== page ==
For that reason, you should always focus on the money left over after all operations – the profit. Reach out and try to obtain each product’s cost of goods sold, so you can masterfully plan on which items and assets you’ll keep in the portfolio of the eCommerce business, and which you’ll dismiss. Besides, ask for the company’s profit and loss statement for the last three years to see the figures they reached with your own eyes.
Understand The Website’s Traffic Sources And Costs
If you’re into eCommerce, you probably know that not all web traffic is equal. Some of it comes from search engines, other via referrals from other websites, and some from paid search networks. One of the first things you should acknowledge when buying an eCommerce business is finding out where your clients originate from and how much they cost. A particular website that you’ve set eyes on might be generating over $10,000 in sales every day, which seems like a high figure, no doubt. Yet, if the eCommerce website relies heavily on paid traffic, and the present owners are spending 70% of their sales to drive it, it might start to look less glamorous. Take the necessary time to examine the business’s analytics, acknowledge where the traffic comes from, and how much it costs.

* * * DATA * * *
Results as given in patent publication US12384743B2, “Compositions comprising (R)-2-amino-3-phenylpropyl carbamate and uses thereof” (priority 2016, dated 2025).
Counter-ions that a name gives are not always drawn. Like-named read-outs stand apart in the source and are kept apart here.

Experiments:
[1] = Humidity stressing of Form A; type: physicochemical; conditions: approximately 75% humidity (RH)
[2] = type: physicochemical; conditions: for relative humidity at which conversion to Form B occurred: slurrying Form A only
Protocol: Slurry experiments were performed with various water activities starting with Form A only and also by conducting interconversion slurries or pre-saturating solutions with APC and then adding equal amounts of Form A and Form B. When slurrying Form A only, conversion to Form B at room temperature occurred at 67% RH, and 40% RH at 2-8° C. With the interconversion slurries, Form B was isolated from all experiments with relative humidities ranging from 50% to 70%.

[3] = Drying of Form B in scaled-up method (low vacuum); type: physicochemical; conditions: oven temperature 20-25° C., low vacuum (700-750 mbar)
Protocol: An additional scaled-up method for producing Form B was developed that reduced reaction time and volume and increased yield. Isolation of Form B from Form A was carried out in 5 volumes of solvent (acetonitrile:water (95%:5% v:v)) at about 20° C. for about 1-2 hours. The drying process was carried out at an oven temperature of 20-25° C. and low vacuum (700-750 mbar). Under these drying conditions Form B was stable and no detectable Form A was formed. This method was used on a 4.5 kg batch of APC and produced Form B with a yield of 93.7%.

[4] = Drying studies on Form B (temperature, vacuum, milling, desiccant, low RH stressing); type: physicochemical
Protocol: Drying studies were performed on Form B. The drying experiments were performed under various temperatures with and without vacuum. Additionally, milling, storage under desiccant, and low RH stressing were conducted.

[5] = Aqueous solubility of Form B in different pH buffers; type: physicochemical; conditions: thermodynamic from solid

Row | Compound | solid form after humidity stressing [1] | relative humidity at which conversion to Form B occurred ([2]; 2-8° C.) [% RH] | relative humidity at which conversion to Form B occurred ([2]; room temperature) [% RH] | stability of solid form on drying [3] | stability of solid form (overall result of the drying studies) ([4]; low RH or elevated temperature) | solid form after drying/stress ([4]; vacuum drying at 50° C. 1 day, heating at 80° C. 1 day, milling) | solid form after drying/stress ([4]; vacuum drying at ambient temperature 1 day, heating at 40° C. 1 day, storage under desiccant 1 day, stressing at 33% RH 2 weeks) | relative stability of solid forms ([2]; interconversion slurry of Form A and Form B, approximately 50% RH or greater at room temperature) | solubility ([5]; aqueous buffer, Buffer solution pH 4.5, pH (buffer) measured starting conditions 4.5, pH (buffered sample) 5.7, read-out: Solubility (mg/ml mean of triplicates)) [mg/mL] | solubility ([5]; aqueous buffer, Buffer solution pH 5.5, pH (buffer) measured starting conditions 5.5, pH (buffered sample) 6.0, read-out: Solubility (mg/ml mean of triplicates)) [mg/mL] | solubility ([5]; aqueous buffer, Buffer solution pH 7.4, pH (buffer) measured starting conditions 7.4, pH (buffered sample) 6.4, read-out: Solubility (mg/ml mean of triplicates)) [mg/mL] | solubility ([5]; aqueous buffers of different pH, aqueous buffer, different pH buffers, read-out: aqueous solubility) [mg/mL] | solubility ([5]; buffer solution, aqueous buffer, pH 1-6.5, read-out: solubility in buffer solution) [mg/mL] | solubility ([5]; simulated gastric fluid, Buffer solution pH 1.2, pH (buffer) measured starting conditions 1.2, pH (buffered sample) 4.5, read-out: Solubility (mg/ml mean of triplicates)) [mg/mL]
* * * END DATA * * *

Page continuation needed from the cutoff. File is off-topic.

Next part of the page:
Speaking of traffic, make sure that it’s sustainable as well. If most of the website traffic comes from search, it could be quite beneficial to have an SEO consultant by your side and analyze the site’s backlink portfolio. Better yet, prepare a list of proven SEO methods and strategies for driving traffic to your online store, so you can build upon the website you’re about to purchase and compete with the big guys. Forget the past performance of the business you’re trying to acquire and find out if it is beneficial and sustainable for the long term.
Speak To Suppliers And Check Logistics
You are willingly stepping into the company’s supplier agreements, so you better understand how they were established, the terms of the deals, whether those suppliers can be replaced, and the relationships that the previous owners built with theirs. Figure out how reliant on each particular supplier the previous owners were, and whether you could potentially negotiate better deals without damaging the process. The transfer of the existing relationships between the business you’re about to acquire and the leading suppliers is vital, so make sure you don’t misjudge anything.